Spark lights a fire in the dropout fight
As students, Chris Balme and Melia Dicker watched many of their peers disengage from their studies, their friends, their communities and their futures — all because they simply couldn't find anything that sparked their interest in school. Others, they saw, graduated high school — and then college — without knowing what they wanted to do, or how to do it, once they received their degree.
Later, as teachers and mentors, Balme and Dicker founded Spark, a program that facilitates one-on-one apprenticeships intended to inspire middle-school youth to pursue their interests, create bonds with their communities, and develop a lifelong passion for learning.
Building on the success of an 11-student pilot program in Redwood City, Calif. in 2005, Spark has expanded to serve several communities in the San Francisco Bay Area, Los Angeles and is now opening a program in Chicago.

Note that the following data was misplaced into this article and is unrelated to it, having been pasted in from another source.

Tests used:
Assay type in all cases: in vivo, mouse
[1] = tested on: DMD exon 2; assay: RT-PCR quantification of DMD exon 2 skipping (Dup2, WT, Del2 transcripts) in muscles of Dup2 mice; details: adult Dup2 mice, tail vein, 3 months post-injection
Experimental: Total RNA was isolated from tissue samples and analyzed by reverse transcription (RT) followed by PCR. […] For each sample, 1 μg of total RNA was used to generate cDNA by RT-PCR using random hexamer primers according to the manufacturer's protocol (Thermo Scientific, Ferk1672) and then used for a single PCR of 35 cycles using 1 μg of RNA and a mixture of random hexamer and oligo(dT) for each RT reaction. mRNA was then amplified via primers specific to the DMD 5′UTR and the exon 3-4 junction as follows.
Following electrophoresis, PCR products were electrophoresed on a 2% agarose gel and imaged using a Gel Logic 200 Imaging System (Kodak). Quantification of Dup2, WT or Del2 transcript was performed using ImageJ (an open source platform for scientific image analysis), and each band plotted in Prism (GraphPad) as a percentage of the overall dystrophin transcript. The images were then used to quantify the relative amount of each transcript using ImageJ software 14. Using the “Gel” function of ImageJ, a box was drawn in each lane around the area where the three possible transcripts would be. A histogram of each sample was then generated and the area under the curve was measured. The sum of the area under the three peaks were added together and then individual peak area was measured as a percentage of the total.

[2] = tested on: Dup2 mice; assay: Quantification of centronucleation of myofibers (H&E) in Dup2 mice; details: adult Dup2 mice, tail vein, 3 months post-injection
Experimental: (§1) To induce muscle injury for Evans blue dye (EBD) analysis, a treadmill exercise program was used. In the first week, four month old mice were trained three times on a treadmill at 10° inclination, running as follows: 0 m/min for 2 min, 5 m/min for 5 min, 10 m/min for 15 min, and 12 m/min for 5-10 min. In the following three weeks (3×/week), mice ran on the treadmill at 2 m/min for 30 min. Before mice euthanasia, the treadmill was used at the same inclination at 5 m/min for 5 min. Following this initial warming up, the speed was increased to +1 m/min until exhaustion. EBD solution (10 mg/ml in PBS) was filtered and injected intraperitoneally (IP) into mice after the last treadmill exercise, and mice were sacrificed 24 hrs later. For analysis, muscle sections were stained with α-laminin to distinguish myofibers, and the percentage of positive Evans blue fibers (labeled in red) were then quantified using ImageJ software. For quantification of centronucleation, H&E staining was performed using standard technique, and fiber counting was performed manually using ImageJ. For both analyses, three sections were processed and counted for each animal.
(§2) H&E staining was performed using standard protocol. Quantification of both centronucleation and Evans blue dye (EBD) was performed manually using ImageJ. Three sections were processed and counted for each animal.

Though it has grown quickly, the program's core approach remains the same: Enable students to develop as leaders and learners as they pursue a personal learning interest through hands-on apprenticeships.
And it's working: About 98 percent of Spark's participants are on track to graduate, compared to less than 60 percent of their peers, according to the organization.